I don't know how it happened. Well, okay, I do. A confluence of influences. Influence conflued.

Apart from the general grumpy old mannish acceptance that it really isn't going to go away no matter how hard I ignore it ...
  1. A friend (real-world meaning) whose blog I enjoyed reading, but which hasn't been updated for months, admitted he's pretty well given it up and now just uses Facebook. So if even intelligent people regard Facebook above all others, and there's a whole generation out there who wouldn't think of looking for me anywhere else, and I am (as ever) poised on the brink of worldwide fame ... that's where to be.
  2. And then another friend (also real-world meaning) tells me he's said something online that, from the nature of our real-world meaning friendship, I know I'll find interesting, but it's on Facebook ...
... and that was what did it. I just sort of slipped in. Being a Gmail user, I clicked on his message and found myself being invited to join up through my Google account. So I did. And then it kindly read my contacts list and showed me all the ones who are also on Facebook. Maybe I would like to invite them to be friends? (Well, maybe they already are, so nyah. And in some cases, maybe I would pay money not to be friends with them but I still need them in the contacts list. This is grown-up life, children: the ying and yang, push and shove, give and take, awareness that we live in a world where all is not sweetness and light and it sometimes just pays to smile and be polite - deep, adult concepts a world away from the pimple-ridden adolescents who designed Facebook in the first place. [No offence intended to any pimple-ridden adolescents reading this, who will be real-world-meaning friends and therefore lovely by definition.])

So, here I am. It's a clean break with the past - a new account as opposed to reactivating my old one. I let the old one get out of control. This one I will keep a tighter grip on and just use as a means to guide people to more erudite pensées such as this. It means I'm no longer the first Ben Jeapes on Facebook ... well, technically I suppose I am since that account is still there, just dormant. But anyway. And any former Facebook friends - is there another way of saying this? ffriends, with a silent eff? Well there is now - any former ffriends who want to stay ffriends will have to renew the invite, though I won't just blindly accept invitations from anyone; there are people I can live without being ffriends with even if they happen to be friends. No offence, just ... you know. And if you don't know, learn.

Onwards with the big adventure ... and I'll try to ignore Twitter. Really, really hard.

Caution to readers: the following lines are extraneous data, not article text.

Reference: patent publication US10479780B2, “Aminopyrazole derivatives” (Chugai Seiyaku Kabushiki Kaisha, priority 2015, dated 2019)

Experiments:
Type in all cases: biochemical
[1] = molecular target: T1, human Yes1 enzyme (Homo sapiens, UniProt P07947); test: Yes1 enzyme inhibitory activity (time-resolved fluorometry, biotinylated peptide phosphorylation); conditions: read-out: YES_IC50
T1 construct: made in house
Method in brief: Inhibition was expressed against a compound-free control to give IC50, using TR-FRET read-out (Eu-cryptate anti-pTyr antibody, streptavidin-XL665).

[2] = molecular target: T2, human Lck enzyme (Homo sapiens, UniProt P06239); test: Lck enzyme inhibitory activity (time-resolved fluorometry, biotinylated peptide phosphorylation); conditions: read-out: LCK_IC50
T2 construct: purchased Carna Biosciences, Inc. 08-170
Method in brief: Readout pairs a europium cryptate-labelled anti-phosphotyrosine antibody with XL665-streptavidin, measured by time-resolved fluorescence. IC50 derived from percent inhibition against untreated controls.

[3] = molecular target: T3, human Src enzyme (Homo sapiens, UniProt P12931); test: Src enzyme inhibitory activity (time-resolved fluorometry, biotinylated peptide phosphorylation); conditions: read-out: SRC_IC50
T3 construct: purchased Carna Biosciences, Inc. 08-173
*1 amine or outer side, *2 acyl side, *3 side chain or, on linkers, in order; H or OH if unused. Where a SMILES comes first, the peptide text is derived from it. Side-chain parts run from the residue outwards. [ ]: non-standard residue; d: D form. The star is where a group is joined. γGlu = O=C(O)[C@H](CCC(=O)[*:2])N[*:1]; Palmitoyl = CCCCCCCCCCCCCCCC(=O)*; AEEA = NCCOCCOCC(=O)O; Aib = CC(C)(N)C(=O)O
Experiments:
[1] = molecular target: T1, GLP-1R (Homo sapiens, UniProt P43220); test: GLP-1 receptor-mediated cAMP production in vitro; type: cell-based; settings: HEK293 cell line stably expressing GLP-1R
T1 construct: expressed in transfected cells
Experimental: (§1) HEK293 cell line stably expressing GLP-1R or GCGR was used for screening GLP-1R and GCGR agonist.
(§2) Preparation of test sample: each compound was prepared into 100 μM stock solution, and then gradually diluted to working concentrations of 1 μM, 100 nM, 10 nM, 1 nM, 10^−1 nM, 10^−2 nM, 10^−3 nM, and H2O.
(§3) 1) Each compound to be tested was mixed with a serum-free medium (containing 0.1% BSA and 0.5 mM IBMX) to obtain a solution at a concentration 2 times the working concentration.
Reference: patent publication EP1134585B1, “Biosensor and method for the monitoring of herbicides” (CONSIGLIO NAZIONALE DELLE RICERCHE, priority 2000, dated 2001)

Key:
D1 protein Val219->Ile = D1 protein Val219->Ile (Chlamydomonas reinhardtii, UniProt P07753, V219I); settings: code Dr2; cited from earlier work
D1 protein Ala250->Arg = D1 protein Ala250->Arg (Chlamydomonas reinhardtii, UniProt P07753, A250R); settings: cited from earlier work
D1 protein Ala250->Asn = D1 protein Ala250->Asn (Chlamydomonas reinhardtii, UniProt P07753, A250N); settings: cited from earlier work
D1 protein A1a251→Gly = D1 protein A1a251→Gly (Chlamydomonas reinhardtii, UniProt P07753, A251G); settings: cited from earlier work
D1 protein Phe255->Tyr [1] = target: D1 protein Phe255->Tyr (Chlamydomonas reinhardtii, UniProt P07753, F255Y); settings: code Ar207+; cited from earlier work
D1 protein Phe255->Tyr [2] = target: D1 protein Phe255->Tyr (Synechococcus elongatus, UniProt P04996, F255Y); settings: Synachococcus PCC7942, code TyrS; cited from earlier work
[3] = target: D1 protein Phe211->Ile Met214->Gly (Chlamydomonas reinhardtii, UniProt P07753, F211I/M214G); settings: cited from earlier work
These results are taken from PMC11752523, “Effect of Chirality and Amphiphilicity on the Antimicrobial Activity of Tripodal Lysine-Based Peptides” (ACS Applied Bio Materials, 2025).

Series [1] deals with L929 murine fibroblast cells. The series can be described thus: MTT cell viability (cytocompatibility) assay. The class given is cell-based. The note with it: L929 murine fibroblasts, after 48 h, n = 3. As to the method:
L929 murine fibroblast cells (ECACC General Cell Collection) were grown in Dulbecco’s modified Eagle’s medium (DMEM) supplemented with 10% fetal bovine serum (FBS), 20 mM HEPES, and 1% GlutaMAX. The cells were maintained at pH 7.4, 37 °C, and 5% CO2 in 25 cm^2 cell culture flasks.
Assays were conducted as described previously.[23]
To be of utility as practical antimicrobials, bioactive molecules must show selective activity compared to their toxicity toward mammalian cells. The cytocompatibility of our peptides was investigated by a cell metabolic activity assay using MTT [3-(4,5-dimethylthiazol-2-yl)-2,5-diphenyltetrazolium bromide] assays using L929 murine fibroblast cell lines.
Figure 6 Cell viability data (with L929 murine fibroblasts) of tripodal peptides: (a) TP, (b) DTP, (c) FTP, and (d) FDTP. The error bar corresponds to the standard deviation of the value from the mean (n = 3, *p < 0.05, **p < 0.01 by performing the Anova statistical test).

Wednesday, September 08, 2010


So we got a letter from persons acting on behalf of our electricity supplier, bzztpower PLC, saying they needed to replace our meter. I know from previous attempts to do this that our meter and the meters of our neighbours above and below are connected in a stack with ours at the top, so disconnecting us will also disconnect them. So, I let them know the work is going to happen: you're getting a 20 minute power cut on Wednesday morning. Any problems? Excellent.

Meter Man arrives. We turn off everything in the flat. He mounts his ladder. He gets to work on the collection of meters in the porch. He removes a very large fusey type thing. Downstairs Neighbour sticks his head out of the door and shouts that his equipment is smoking. I can't see his face in the gloom of the hall and assume he's joking.

He isn't ...

It's not only smoking, it's smoking quite excitingly: clouds of strangely clear white smoke as if someone inside is spraying out very fine talc. Playstation, TV, laptop all fritzed.

Supervisor is called, from Somerset via Reading so I'm impressed by how soon he arrives. Eventually establishes that not only are the meters wired up in series, they're also non-compliant. Rather than each having a neutral feed of their own, they share a single neutral feed that goes through all three meters. This is the kind of thing frowned upon by the better class of meter man, as disconnecting the neutral feed from our flat therefore also removed it from the other two flats and they got the full blast of 415 volts. Top flat has a breaker which immediately tripped (astonishing; last year's East European cowboys that caused us so much entertainment and diversion did something right) and so the flat was protected, but downstairs flat started tripping in quite another way. And if Meter Man had touched the end of the neutral feed, he too would have started smoking; at least, in the brief period of contact before he got thrown thirty feet away, but his passage through the air would probably have extinguished any flames.

NotNorthernLeccy, who supply the other two flats, are called as our guy isn't allowed to open up another supplier's meter and together they make a go at rewiring the whole meter caboodle, before working out that they're outclassed by the needs of the wiring. To cut a long story short, after much head scratching and discussion, we will need a local electrician to do quite a bit of rewiring (the meter guys only do meters), plus representatives from bzztpower and NotNorthernLeccy to rewire the meters, and this will all need to happen on the same day, starting quite early, if it's all going to be done during hours of warmth and daylight. Meanwhile the insurance companies of bzztpower and NotNorthernLeccy are expected to have a pleasant game of pingpong with Downstairs Neighbour's claim for the slagged gear. Fun, fun, fun.

It occurs to me that plumbers might get cold and wet sometimes, but they would have to try very hard to die just by touching the wrong pipe.